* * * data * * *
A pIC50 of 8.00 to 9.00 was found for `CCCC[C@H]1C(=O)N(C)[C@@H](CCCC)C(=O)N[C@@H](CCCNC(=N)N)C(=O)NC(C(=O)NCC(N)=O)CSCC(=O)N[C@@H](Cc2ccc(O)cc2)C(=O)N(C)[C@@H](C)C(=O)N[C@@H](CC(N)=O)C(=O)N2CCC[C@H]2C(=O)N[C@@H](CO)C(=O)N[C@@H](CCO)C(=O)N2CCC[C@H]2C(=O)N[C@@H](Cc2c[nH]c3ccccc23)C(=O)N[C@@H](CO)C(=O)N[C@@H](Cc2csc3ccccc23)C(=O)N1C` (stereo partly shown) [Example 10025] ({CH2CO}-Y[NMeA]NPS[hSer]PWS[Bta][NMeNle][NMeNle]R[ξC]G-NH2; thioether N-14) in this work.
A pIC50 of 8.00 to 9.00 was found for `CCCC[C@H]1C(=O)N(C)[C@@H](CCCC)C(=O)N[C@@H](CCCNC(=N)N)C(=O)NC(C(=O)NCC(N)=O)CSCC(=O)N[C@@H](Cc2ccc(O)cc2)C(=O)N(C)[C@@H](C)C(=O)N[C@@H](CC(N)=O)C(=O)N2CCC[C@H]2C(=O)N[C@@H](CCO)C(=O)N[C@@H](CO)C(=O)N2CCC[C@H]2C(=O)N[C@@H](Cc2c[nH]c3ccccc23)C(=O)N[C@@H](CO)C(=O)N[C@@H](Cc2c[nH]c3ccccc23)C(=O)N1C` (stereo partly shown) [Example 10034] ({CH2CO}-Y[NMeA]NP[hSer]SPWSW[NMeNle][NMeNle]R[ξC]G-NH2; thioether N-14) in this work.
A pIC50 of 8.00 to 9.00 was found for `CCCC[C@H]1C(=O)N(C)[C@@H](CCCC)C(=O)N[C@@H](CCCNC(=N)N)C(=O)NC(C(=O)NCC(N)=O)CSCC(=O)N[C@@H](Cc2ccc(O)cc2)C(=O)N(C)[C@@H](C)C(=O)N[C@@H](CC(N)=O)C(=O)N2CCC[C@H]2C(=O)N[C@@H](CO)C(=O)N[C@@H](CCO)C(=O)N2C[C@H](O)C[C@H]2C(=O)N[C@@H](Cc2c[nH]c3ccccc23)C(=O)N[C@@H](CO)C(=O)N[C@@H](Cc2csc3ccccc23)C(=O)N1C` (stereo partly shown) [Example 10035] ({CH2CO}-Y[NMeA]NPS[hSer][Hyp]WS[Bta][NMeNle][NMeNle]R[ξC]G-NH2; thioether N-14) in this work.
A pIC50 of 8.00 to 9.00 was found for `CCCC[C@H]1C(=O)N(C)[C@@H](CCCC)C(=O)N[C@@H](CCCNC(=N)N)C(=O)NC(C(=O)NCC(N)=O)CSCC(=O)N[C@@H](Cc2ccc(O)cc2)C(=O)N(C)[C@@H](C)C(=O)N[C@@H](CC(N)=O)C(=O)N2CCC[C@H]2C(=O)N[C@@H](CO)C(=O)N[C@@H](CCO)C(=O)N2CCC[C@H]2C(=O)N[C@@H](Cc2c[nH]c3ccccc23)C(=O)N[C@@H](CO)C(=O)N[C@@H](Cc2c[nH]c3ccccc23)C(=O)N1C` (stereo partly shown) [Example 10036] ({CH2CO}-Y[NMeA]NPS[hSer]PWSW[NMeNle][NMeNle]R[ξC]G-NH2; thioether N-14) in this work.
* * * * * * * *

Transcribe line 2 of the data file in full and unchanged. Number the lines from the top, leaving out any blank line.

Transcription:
A pIC50 of 8.00 to 9.00 was found for `CCCC[C@H]1C(=O)N(C)[C@@H](CCCC)C(=O)N[C@@H](CCCNC(=N)N)C(=O)NC(C(=O)NCC(N)=O)CSCC(=O)N[C@@H](Cc2ccc(O)cc2)C(=O)N(C)[C@@H](C)C(=O)N[C@@H](CC(N)=O)C(=O)N2CCC[C@H]2C(=O)N[C@@H](CCO)C(=O)N[C@@H](CO)C(=O)N2CCC[C@H]2C(=O)N[C@@H](Cc2c[nH]c3ccccc23)C(=O)N[C@@H](CO)C(=O)N[C@@H](Cc2c[nH]c3ccccc23)C(=O)N1C` (stereo partly shown) [Example 10034] ({CH2CO}-Y[NMeA]NP[hSer]SPWSW[NMeNle][NMeNle]R[ξC]G-NH2; thioether N-14) in this work.